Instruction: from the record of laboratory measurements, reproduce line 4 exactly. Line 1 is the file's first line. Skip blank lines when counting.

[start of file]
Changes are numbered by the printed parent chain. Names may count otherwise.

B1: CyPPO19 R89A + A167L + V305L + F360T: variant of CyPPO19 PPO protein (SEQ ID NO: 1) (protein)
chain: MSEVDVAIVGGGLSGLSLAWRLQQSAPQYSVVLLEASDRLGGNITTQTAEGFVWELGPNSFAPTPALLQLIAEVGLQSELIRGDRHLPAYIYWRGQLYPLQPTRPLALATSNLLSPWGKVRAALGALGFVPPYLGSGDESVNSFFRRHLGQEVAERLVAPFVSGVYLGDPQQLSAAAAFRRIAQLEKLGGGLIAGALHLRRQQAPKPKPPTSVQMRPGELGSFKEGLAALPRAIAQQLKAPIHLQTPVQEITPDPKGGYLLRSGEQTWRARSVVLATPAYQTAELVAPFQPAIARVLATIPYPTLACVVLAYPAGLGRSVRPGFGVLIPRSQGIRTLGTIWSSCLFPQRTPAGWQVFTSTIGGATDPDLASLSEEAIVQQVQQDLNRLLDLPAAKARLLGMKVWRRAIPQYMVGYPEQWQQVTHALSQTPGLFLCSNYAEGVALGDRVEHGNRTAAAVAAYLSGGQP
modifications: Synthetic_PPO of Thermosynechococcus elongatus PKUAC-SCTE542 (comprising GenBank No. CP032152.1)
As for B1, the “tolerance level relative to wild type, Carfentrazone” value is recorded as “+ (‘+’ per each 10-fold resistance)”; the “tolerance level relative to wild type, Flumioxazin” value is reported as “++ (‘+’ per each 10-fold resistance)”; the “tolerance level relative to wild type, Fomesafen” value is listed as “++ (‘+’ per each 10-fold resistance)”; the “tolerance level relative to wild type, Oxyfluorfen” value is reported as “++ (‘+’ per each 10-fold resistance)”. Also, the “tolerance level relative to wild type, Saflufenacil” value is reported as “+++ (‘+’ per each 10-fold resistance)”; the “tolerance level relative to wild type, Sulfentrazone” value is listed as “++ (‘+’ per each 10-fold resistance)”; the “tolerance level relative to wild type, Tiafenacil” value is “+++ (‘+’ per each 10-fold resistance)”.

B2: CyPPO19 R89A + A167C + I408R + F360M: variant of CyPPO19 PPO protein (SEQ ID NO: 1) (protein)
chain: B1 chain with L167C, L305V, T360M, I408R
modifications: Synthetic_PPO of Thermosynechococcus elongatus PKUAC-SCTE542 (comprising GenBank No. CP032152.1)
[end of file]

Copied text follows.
modifications: Synthetic_PPO of Thermosynechococcus elongatus PKUAC-SCTE542 (comprising GenBank No. CP032152.1)